Nitty Gritty Record Care Products Changes Hands And Returns to the Thriving Vinyl Scene

Brothers Kevin and Steven Berg recently purchased vacuum-based record cleaning machine manufacturer Nitty Gritty Record Care Products and have resumed operations in an Atlanta, Georgia based facility that will produce a full line of machines as well as service older units.

Kevin is best known as owner of Audiophile Import Specialists, which has long-established ties with JVC, DCC Compact Classics and Elusive Disc, Inc. that will handle product distribution of the re-established company founded in 1981.

Gayle Van Syckle, Nitty Gritty’s previous owner, who’d been with the company since its founding, will consult with the Berg brothers as they reintroduce familiar Nitty Gritty products and design new ones for the growing vinyl record market.

For more information on Nitty Gritty Care Products contact Kevin Berg:

HiFiMark's picture

So great to hear. Really, really like my Mini-Pro. Long live Nitty Gritty!

OldschoolE's picture

with more choices of RCMs. Cleaning records is important and one of the best investments one can make in their sound system. Having more choices for folks is always good. Glad to see Nitty Gritty back in action.

gMRfk6LMHn's picture

Delighted to see that Nitty Gritty is back on track (no pun intended). There was a lot of goodwill shown on the Steve Hoffman website towards Gayle Van Syckle and I am sure the same will apply to the new owners.

My Nitty Gritty machine has been going since the early 90s and apart from some servicing has stood me well all these years.

James, Dublin, Ireland

volvic's picture

It would have been a shame to see it go. Competition though, will be fierce, another ultrasound machine will be entering the market soon.

Jancuso's picture

Good news for the analogue lovers and the marketplace. Congratulations !

SeagoatLeo's picture

First, operating at 120 Khz is far above any other unit (35 to 80 Khz). The high frequency cavitation is generally used for medical instruments made of hard surfaces. The kirmuss uses only 35 Khz as it can clean shellac 78s safely. Plus, the temperature max of 86 degrees is about 10 degrees less than optimal for cleaning purposes (too high a temperature can warp the grooves & record). So, I don't think the degritter is a good US record cleaning machine.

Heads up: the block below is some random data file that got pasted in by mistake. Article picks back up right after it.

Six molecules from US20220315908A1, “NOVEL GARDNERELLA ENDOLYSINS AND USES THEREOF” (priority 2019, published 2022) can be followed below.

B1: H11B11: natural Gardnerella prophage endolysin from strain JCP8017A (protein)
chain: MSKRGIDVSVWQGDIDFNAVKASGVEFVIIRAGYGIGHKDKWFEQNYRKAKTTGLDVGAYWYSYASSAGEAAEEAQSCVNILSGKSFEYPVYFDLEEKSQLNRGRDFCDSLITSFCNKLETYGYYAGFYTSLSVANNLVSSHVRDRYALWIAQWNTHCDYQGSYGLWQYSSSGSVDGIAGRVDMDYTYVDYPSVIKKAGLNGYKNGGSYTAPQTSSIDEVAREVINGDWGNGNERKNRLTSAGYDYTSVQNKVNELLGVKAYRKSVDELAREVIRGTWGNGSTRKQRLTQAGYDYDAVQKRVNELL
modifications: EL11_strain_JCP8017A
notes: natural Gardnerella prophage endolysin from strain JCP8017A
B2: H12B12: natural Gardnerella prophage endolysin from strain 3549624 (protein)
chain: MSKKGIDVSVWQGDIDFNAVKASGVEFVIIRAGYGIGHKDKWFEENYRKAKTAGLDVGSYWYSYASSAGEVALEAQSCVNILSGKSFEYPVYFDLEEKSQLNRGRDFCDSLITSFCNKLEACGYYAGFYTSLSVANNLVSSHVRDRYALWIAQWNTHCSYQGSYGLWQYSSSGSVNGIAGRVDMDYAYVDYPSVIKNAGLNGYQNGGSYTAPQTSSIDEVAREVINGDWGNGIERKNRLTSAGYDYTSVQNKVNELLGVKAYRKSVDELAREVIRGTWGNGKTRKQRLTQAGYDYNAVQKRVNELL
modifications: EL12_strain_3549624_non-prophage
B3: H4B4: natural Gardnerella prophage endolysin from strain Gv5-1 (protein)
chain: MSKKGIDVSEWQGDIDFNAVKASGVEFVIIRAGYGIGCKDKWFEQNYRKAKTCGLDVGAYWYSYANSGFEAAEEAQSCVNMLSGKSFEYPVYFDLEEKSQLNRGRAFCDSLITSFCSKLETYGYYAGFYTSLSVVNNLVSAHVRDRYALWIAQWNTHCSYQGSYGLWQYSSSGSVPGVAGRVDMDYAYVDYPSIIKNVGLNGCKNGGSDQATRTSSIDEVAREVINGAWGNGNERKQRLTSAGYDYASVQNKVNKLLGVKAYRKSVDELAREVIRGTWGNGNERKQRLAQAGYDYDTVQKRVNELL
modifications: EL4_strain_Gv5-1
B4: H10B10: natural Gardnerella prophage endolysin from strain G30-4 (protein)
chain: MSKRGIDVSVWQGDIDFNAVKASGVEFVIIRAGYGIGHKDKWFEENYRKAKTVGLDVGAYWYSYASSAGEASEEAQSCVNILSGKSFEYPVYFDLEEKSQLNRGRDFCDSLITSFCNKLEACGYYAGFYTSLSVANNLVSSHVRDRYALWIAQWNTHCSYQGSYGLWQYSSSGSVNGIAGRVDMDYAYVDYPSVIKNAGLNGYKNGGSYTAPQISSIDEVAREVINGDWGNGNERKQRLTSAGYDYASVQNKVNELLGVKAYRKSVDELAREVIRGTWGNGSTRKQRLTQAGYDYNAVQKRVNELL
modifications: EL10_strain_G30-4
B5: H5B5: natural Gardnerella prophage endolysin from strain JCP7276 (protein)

PAR's picture

...what has this to do with the rebirth of Nitty Gritty?

NB: the Degritter is not a US record cleaning machine. It is Estonian.

analogdw's picture

US = Ultrasonic

volvic's picture

120Khz will produce smaller bubbles and clean better, true less energy to get more dirt out but record can stay longer, although KLAudio have said to me in an email that theirs at 40khz will not damage a record left in for 9 hours. I think it just might work but will reserve judgement until others test it. One thing for certain you cannot own an ultrasonic machine without one of these great vacuum machines like the Nitty Gritty to pick up any left over dirt. Glad to see they are back in business, hope they thrive.

Steve Edwards's picture

I owned one for over twenty years. Just a few years ago, I sent it up to Monrovia for a rebuild. Gayle is one of the nicest people I have ever met in the audio field. I wish her, Kevin and Steven continued prosperity.

Play on

mtglass's picture

Hi Michael, Will you be able to review the Kirmuss ultrasonic record cleaner? I'm hoping it's a viable choice for those of us looking for a cheaper alternative.

Lazer's picture

I saw this rcm at Axpona. I really liked it but having no dryer option is a huge drawback in my opinion.

analogdw's picture

The price is right too. I already have the Pro-Ject VCS for drying. The Kirmuss + Pro-Ject combo would still be significantly cheaper than the Degritter, let alone an Audio Desk or Klaudio.

The Kirmuss site goes out of its way to argue against 120 kHz, which is what the Degritter operates at. I wonder how to reconcile the two schools of thought?

AnalogJ's picture

I'm glad to see that Nitty Gritty is still in business, especially in that they produce the bargoon of record cleaning machines, the Record Doctor, which is offered exclusively by Audio Advisor. It's essentially the Nitty Gritty 1.0 without any bells and whistles. You want a machine to vacuum your wet-washed records dry? That's the way to go at $199. You want the best cleaning and relatively inexpensively? Put together a DIY ultrasonic cleaning machine, and dry it with the Record Doctor or a Nitty Gritty.

Bromo33333's picture

I have a model 2.5Fi (dual reservoir), so I'm happy that I'll be able to get it serviced and get a good supply of wearout parts!

mtglass's picture

I agree. I have a VPI vac but haven't stuck my toe in the water [no pun intended] of ultrasonic. If it cleans as good as others but I have to dry my records I'm ok with that. Waiting to hear some reviews on the Kirmuss before I pull the trigger.

Monkeyboy's picture

Glad to see this. I was starting to worry about replacement parts. All is well.